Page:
• Ask why the employee is leaving. Listen and request more information if doing so adds value.
    • When did you first decide to move on?
    • Was there a particular event that led to this decision?
  • Inquire about key junctures during a person’s employment:
    • As you look back on your onboarding weeks, were there steps in the process that should be changed? Please describe.
    • What, if any, changes should be made in the employee performance appraisal process?
  • Ask questions about the compensation, benefits, and perks of the workplace.
    • What is your opinion about our company’s salary and benefits package?
    • Are there suggestions you have for improving these or company perks?

Conduct an Open-Ended Exit Interview

Allow sufficient time to listen to suggestions and/or complaints the departing employee offers.

  • Inquire about their feelings about leaving the company without letting it become negative.
    • How do they feel about leaving?
    • What are the top two things about working here?
    • What three aspects of this organization would you change?
    • Please elaborate on the most important change we should make.
  • Ask for information specific to their time with the organization.
    • What was your most important achievement at this job?
    • What is one thing you hoped to accomplish and did not?
    • What supported you with the first and limited you with the second?

Closing Thoughts

  • Express appreciation for the employee’s service and contributions to the organization.
  • Close with a simple statement. Thank you for making the time for this exit interview. Add words that are relevant for this now past employee.

Check out How to Keep Your Employees from Fleeing

motivate employees

2 Ways to Motivate Employees

There are two methods to motivate employees. One is extrinsic from external sources. The other is intrinsic from internal sources. Capitalizing on the benefits of each type of motivator stimulates drive and overall achievement. Review these motivating actions, noting those you already do!

The Engaged Leader

Employees look to you for direction, guidance and encouragement.

  • Give clear, concise directions.
    • This applies to organizational direction as well as details.
    • Check in with your employees to identify any needed clarity.
  • Individualize employee and work group guidance.
    • This assures that the business mission and procedures are accurately implemented.
    • Conduct course correction when a team or individual needs coaching to meet expectations.
  • Give individual attention to build trust, foster loyalty, and encourage performance.
    • By being “present,” your employees will feel connected with you.
    • Acknowledge individuals personally to help them relate to you and your business.
    • Listen to their concerns and ideas to foster engagement.
    • Express sincere gratitude and compliments to boost morale.
    • Work side-by-side with employees to demonstrate interest in their tasks and responsibilities.

Offering Opportunities Will Motivate Employees

Offer your employees opportunities that are meaningful while adding business value.

  • Hire from within to:
    • Motivate employees by rewarding and encouraging excellence.
    • Build internal capacity as employees grow with the business.
    • Decrease employee concerns of being overlooked in favor of outside talent.
  • Invest in skill development by:
    • Offering incentives for taking courses that align with business goals.
    • Providing on the job training that improves work outcomes.
    • Garnering interest in projects that build on and expand existing skills.

Environment Matters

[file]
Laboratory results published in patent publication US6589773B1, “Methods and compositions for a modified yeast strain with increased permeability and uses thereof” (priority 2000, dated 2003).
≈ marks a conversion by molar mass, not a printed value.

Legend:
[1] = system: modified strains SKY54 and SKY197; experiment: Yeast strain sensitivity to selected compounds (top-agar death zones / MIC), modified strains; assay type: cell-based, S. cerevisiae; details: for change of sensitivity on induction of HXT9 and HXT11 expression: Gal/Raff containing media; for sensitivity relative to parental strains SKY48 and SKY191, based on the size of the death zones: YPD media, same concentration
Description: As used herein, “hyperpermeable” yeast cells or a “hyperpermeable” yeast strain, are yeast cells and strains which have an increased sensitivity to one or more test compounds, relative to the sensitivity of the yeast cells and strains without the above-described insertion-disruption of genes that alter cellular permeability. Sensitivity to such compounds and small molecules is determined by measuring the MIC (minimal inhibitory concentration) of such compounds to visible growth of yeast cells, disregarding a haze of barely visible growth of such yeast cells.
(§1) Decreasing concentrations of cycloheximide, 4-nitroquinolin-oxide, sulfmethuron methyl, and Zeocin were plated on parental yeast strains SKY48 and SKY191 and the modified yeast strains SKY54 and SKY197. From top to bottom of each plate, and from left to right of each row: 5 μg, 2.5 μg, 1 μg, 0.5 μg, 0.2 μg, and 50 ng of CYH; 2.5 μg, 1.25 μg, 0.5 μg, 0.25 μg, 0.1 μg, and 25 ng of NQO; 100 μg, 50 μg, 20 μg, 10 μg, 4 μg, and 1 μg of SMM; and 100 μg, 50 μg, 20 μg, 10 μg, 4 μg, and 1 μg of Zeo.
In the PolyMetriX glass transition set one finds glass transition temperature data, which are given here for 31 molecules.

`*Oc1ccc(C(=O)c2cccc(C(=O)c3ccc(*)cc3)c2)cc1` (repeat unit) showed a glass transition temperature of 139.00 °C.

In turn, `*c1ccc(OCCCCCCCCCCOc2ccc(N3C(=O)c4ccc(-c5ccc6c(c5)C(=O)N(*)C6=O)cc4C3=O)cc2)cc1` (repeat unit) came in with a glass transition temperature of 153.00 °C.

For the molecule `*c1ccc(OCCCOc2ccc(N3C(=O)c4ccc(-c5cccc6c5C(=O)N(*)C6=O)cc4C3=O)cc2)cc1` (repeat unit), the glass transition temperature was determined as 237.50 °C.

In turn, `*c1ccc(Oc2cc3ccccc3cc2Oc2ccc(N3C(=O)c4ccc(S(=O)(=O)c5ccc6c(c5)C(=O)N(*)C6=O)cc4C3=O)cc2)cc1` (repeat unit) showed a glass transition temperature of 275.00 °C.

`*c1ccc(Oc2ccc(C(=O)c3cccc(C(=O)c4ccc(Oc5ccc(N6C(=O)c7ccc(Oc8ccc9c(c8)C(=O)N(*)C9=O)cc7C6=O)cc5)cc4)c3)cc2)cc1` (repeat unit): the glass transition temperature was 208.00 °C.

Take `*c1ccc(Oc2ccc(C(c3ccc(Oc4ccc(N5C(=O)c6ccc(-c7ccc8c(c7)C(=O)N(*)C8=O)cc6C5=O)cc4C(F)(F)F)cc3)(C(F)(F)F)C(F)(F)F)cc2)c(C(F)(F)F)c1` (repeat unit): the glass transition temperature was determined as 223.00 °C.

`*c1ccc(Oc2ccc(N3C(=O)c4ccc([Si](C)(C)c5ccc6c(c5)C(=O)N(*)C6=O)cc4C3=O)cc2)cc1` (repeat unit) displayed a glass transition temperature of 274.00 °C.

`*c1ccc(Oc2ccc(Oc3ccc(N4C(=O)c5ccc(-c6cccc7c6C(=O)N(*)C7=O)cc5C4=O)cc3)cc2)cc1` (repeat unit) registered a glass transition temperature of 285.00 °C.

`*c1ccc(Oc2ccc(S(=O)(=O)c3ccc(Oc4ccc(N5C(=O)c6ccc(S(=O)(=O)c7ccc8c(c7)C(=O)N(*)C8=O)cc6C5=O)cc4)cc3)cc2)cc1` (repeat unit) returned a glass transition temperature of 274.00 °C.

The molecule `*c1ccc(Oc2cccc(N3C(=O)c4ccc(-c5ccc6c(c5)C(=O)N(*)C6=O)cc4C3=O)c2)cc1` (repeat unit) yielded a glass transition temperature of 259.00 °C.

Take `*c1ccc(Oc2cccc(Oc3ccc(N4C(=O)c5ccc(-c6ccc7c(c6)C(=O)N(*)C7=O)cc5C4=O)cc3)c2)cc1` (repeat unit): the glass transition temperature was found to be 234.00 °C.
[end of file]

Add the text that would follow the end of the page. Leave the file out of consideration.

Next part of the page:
A positive office atmosphere can encourage engagement and motivation.

  • Consider an office redesign that:
    • Includes good lighting.
    • Improves health, as with standing/sitting stations, ergonomically designed furniture, etc.
    • Incorporates comfortable small group meeting/break areas.
  • Relationships:
    • Encourage an atmosphere of transparency with an open exchange of ideas.
    • Build on common work and life interests to promote group cohesion.

For more tips to help you motivate employees, check out Management Tricks To Make You More Likable

management tricks likable

Management Tricks to Make You More Likable

The way an employee feels about management not only impacts whether or not they stay with a company long-term, but it can also influence morale and day-to-day productivity. If you want the most out of your employees, then it’s time you start investing in that relationship. Check out the following management tricks:

Adapt Your Management Style

Not every employee responds well to a particular managerial style. It’s important to get to know the employees and how they work best. Just as you would ask your employees to perform specific tasks, you should also listen to what they ask of you, too.

Be Transparent

The “because I said so” approach to managing is a dead tactic. Instead, try to be as open and honest as you can about why you implement certain policies or why changes are being made. Employees respect a manager when they can understand their thought process more clearly.

Resist Micro Managing

When a boss gets in the habit of constantly interfering with their employee’s process, then you inadvertently create a child/parent relationship. Resist the urge to micromanage and simply delegate tasks and wait for results. Focus on handling issues as they arise instead of looking for ways to avoid them. It’s not effective, and it tells your employees that you don’t trust or respect them.

Have an Open-Door Policy

Employees respond best to managers that want to hear from them. An open-door policy lets employees know that they can come to you if there’s an issue without having to worry about the red tape. Listening to your employees’ concerns can go a long way in helping you develop better procedures moving forward. All in all, it could help you identify weak points and adjust your processes accordingly.


A manager’s attitude can undoubtedly impact the workplace. If you want your employees to respect and genuinely like you, then you must ensure that you are displaying strong leadership and quality communication skills. Ultimately, this will influence whether or not your company succeeds.

Every manager should read these Employee Perks to Boost Retention